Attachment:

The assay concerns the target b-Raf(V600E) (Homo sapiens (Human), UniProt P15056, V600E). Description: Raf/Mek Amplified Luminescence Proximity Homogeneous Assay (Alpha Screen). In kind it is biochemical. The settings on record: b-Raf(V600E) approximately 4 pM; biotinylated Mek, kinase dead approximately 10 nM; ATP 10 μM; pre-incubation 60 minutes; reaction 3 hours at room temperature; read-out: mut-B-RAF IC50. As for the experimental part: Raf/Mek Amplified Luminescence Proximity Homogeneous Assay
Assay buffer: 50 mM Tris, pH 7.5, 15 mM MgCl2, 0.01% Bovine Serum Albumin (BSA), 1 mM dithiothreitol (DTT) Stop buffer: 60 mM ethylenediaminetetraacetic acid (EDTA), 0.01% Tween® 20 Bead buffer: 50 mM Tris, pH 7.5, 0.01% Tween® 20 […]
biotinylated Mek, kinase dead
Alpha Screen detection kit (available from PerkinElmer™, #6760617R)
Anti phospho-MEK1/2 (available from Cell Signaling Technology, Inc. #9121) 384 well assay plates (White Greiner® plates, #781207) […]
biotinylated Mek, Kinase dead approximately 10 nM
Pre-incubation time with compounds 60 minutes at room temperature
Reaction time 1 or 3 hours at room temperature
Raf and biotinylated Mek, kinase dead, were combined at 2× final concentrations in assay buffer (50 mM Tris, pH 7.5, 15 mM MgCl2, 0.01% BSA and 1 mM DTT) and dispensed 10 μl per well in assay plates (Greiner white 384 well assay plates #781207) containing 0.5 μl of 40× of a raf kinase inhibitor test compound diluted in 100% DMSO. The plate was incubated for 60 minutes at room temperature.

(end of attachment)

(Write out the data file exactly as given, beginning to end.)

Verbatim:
The assay concerns the target b-Raf(V600E) (Homo sapiens (Human), UniProt P15056, V600E). Description: Raf/Mek Amplified Luminescence Proximity Homogeneous Assay (Alpha Screen). In kind it is biochemical. The settings on record: b-Raf(V600E) approximately 4 pM; biotinylated Mek, kinase dead approximately 10 nM; ATP 10 μM; pre-incubation 60 minutes; reaction 3 hours at room temperature; read-out: mut-B-RAF IC50. As for the experimental part: Raf/Mek Amplified Luminescence Proximity Homogeneous Assay
Assay buffer: 50 mM Tris, pH 7.5, 15 mM MgCl2, 0.01% Bovine Serum Albumin (BSA), 1 mM dithiothreitol (DTT) Stop buffer: 60 mM ethylenediaminetetraacetic acid (EDTA), 0.01% Tween® 20 Bead buffer: 50 mM Tris, pH 7.5, 0.01% Tween® 20 […]
biotinylated Mek, kinase dead
Alpha Screen detection kit (available from PerkinElmer™, #6760617R)
Anti phospho-MEK1/2 (available from Cell Signaling Technology, Inc. #9121) 384 well assay plates (White Greiner® plates, #781207) […]
biotinylated Mek, Kinase dead approximately 10 nM
Pre-incubation time with compounds 60 minutes at room temperature
Reaction time 1 or 3 hours at room temperature
Raf and biotinylated Mek, kinase dead, were combined at 2× final concentrations in assay buffer (50 mM Tris, pH 7.5, 15 mM MgCl2, 0.01% BSA and 1 mM DTT) and dispensed 10 μl per well in assay plates (Greiner white 384 well assay plates #781207) containing 0.5 μl of 40× of a raf kinase inhibitor test compound diluted in 100% DMSO. The plate was incubated for 60 minutes at room temperature.